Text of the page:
April 18, 2007 in Nation/World

Shooting renews gun control debate

Jonathan Weisman and Jeffrey H. Birnbaum Washington Post
 
Associated Press photo

Roanoke Firearms owner John Markell holds a Glock 9mm pistol similar to the one sold in his shop 36 days ago to Cho Seung-Hui.
(Full-size photo)

WASHINGTON – The largest mass shooting in U.S. history forced reluctant Democratic leaders in Congress Tuesday to confront an issue that divides their party and holds considerable political peril: Gun control.

Advocates of stricter gun laws, such as Rep. Carolyn McCarthy, D-N.Y., met with Democratic leaders, determined to resurrect an issue that has been dormant since the shootings at Columbine High School outside Denver in 1999. Sen. Barbara Boxer, D-Calif., elicited a pledge from Senate Judiciary Committee Chairman Patrick Leahy, D-Vt., to hold a hearing on the shootings.

“We need to stand up and do something,” said McCarthy, whose husband was killed by a gunman’s rampage on the Long Island Railroad.

But Democrats on both sides of the issue were skeptical that the 33 deaths at Virginia Tech would change a political equation that has turned in favor of gun rights advocates. Even after Columbine no major gun control laws passed Congress.

Since then, restrictions on guns have eased, with the 2004 expiration of President Bill Clinton’s landmark assault weapons ban, passage in 2005 of legislation shielding gun makers from lawsuits, and a 2003 measure preventing local enforcement agencies from consulting police in other states on firearms traces.

Senate Majority Leader Harry Reid, D-Nev., boasts of a favorable rating from the National Rifle Association, which lobbies against gun control, and House Democratic leaders are in no rush to jeopardize conservative freshmen elected from Republican-leaning districts in Indiana, North Carolina and Kansas.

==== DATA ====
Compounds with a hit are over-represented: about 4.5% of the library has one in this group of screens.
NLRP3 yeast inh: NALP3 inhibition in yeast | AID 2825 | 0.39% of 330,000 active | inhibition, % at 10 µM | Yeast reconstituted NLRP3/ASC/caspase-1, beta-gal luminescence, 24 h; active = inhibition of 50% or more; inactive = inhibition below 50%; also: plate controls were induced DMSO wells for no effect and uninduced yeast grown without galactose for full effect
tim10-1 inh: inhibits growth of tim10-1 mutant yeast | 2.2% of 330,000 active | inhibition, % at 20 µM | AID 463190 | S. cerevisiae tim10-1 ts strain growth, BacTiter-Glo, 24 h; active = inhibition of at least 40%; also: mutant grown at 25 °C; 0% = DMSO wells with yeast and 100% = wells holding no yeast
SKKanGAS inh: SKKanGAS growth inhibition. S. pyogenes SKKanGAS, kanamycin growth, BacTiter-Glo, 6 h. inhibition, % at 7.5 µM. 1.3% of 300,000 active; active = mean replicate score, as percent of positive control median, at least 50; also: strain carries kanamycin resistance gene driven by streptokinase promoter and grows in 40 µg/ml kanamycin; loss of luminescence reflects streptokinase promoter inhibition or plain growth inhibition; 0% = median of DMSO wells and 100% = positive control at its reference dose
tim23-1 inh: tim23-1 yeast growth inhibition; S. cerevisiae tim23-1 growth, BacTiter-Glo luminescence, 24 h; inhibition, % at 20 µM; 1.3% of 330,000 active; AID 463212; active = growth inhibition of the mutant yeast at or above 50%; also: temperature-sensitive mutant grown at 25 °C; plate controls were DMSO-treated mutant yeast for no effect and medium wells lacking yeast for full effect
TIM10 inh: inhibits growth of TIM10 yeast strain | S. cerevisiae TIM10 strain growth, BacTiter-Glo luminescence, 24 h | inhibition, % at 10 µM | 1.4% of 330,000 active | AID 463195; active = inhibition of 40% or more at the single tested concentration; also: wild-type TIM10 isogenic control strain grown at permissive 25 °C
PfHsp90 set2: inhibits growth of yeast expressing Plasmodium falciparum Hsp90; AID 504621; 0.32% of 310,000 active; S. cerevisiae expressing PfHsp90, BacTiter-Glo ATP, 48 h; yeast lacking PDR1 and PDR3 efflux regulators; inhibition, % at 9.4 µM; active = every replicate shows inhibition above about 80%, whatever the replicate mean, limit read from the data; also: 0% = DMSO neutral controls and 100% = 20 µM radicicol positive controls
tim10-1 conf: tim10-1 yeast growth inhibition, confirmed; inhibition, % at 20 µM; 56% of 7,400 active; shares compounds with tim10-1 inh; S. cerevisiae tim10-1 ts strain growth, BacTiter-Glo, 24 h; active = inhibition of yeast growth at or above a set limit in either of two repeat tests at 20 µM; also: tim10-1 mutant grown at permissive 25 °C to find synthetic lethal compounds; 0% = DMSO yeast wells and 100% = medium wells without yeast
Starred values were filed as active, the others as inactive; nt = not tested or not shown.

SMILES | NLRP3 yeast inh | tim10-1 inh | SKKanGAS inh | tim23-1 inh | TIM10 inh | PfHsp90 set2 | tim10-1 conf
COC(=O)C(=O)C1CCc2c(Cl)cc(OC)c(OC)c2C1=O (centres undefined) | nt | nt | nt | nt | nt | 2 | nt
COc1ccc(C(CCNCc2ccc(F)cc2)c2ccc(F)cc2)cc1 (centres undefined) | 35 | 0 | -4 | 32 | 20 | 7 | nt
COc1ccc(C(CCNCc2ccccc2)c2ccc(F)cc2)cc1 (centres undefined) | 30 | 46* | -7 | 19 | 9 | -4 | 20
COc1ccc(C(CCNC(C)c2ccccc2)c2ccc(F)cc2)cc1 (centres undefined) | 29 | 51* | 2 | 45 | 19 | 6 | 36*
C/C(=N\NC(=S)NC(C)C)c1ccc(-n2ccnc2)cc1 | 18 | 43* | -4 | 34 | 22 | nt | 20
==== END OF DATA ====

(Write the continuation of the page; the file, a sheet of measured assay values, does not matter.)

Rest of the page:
“Unless we get some leadership from the White House, we’re not going to take this kind of political damage bringing up something that would never become law,” said Rep. Lloyd Doggett, D-Texas, a gun control advocate.

Such hesitation underscored how dramatically the issue of gun control has changed since the shootings at Columbine eight years ago. They drew immediate congressional reaction: Bills were introduced to bolster background checks, force the inclusion of trigger locks with gun sales and close legal loopholes that allowed firearms to be bought from gun shows without full background checks.

But the NRA helped scuttle those measures, and some nonpartisan political analysts gave the gun lobby’s campaign credit for the defeat of Democratic presidential candidate Al Gore in 2000.

In 2004, President Bush signaled that he would sign legislation extending a ban on semiautomatic assault weapons and high-capacity ammunition magazines that had passed as part of Clinton’s 1994 crime bill. GOP leaders allowed the law to expire without a vote.

The lapsed gun law was back in focus Tuesday amid evidence that Virginia Tech shooter Cho Seung-Hui used high-capacity ammunition clips that had been banned, allowing him to fire more rounds without reloading. If Democratic leaders cannot muster the votes to reinstate the full assault weapons ban, some suggested that at least the clip-capacity portion could be passed.

“It’s hard to explain why a person needs a clip with more than 10 bullets in it,” Senate Majority Whip Richard Durbin, D-Ill., said.


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